Beowulf before Beowulf: Anglo-Saxon Anthroponymy and Heroic Legend

Since the inception of Beowulf scholarship approximately two hundred years ago, debate has persisted concerning the nature of the poem’s eponymous hero. Is he a historical Geatish prince or is he a fictional character inserted into a historico-legendary world?

Naming Particulars: A Thirteenth-Century Debate on Whether Individuals Have Proper Names

This dissertation is about a debate that occurred in thirteenth-century philosophy over an apparently bizarre question: Can individuals really have proper names?

New Database of 45,600 Family Names Dating Back to the Middle Ages

A new book and database of family names has been released this month, allowing users to learn about over 45,600 of the most frequent surnames in Great Britain and Ireland, many of which date back to the Middle Ages.

Excavating Past Population Structures by Surname-Based Sampling: The Genetic Legacy of the Vikings in Northwest England

The method of historical surname-based ascertainment promises to allow investigation of the influence of migration and drift over the last few centuries in changing the population structure of Britain and will have general utility in other regions where surnames are patrilineal and suitable historical records survive.

The most popular boys’ names in Tudor England

What were the most popular names for boys in England during the 16th century?

The most popular girls’ names in Tudor England

What were the most popular names for girls in England during the 16th century?

Epic (and Not-So-Epic) Names from Mallory

Looking for a name for your avatar? Look no further! Everyone knows Lancelot and Gawain, but here are some lesser-known names from one of my favourite books: Thomas Mallory’s Le Morte D’Arthur.

The Multilingual Origins of Medieval Irish Surnames

Surnames came into widespread use in Ireland at a time where five vernacular languages were in operation – Irish, English, Norse, Welsh and Norman French.

Ten Great Anglo-Saxon Girls’ Names

We’ve come up with our ten favourite girls’ names – if you are considering a different type of baby name, perhaps you will pick one of these!

Boys’ Names from Medieval London (not the usual ones!)

Looking to go back to the Middle Ages to name your newborn son? But you don’t want to go with the names everyone knows. Try these ten names!

Girls’ Names from Medieval London (not the usual ones!)

Looking for that great ‘medieval’ name for your newborn daughter? Here are ten names from medieval London that you may never had heard of!

Database of UK surnames has reached 45,000 entries dating back to the Middle Ages

The ‘Family Names of the United Kingdom Project’, which is being carried out by a team at University of the West of England – Bristol, has reached a key milestone with the completion of the first phase of the database with 45,000 surnames researched and explained.

Medieval Pet Names

What did people in the Middle Ages name their dogs and cats?

If the name fits: names in J. R. R. Tolkien’s fiction

The nomenclature within Tolkien’s novels is very carefully done, taking into consideration attributes such as etymology, symbolism, and onomatopoeia. In some instances the author has drawn from Anglo-Saxon and Old Norse, but most of his creations emerged from his own invented languages Quenya and Sindarin, the two main tongues spoken by elves.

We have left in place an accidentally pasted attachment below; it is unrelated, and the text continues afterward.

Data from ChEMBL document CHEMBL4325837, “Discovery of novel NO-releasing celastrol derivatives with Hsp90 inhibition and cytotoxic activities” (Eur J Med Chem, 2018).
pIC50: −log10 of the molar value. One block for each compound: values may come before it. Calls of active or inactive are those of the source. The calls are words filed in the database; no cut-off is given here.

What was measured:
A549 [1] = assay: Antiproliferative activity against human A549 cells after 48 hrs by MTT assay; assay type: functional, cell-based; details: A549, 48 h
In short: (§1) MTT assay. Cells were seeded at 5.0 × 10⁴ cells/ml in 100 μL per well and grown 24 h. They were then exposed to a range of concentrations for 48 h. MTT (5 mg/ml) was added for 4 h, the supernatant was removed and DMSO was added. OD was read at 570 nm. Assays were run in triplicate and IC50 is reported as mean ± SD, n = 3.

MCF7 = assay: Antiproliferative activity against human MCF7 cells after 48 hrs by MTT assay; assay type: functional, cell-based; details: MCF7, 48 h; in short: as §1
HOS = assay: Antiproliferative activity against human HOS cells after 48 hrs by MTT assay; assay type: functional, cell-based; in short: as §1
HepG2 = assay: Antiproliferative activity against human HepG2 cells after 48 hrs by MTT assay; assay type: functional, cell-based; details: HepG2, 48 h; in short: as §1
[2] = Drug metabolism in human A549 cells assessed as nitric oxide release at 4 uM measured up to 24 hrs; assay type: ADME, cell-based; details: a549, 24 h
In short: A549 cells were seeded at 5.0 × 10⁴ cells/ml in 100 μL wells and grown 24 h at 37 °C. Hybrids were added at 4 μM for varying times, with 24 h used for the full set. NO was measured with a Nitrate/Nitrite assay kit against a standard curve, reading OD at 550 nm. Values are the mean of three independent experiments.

Old Norse Nicknames

What role do nicknames play in expressing cultural sensitivities and ambiguities in medieval Icelandic and Scandinavian society? How did they develop and become so common especially during the medieval period?

On the Origin of the Name of Lithuania

Lithuania’s name was first mentioned as Lituae (the genitive form of the Latin word Litua) in the entry for March 9, 1009 AD in the Annals of Quedlinburg recording the martyrdom of St. Bruno.

Regional variation in Finnish lake and hill names

Regional variation in Finnish lake and hill names By Antti Leino Nordiske navnes centralitet og regionalitet (2007) Abstract: The Finnish basic map, and the database used by the National Land Survey to produce it, contains over 300 000 dicerent toponyms and over double that amount of named places. It is impossible to study the distributions […]

Name Change as a Consequence of Monastic Ownership

Name Change as a Consequence of Monastic Ownership By Jan Agertz Proceedings of the 23rd International Congress of Onomastic Sciences (2009) Abstract: The normal assumption is that old Swedish habitation names are original, and the first recorded for a farm or hamlet. There are however other examples – even medieval. The most common reason for […]

William, Agnes, among the most common names in medieval England

A study of personal names recorded in a major English medieval record source has revealed that ‘William’ was by far the most common name among the men listed in it. Meanwhile, ‘Alice’ and ‘Matilda’ are almost tied for most common female name. Beth Hartland, one of the Research Fellows on the AHRC-funded Henry III Fine […]

The Naming Patterns of the Inhabitants of Frankish Acre

The Naming Patterns of the Inhabitants of Frankish Acre By Iris Shagrir Crusades, Vol.4 (2005) Introduction: The anthroponymic method and analyses that have been developed and used in medieval studies in recent decades perceive the personal name as one of the means by which a social group may express itself. These methods enable researchers to […]

Geoffrey Plantagenet: surname inspirer

The nickname Plante Genest of Geffrey, count of Anjou is generally taken to have inspired Plantagenet even though this is not in evidence as a royal surname until three hundred years after his death.

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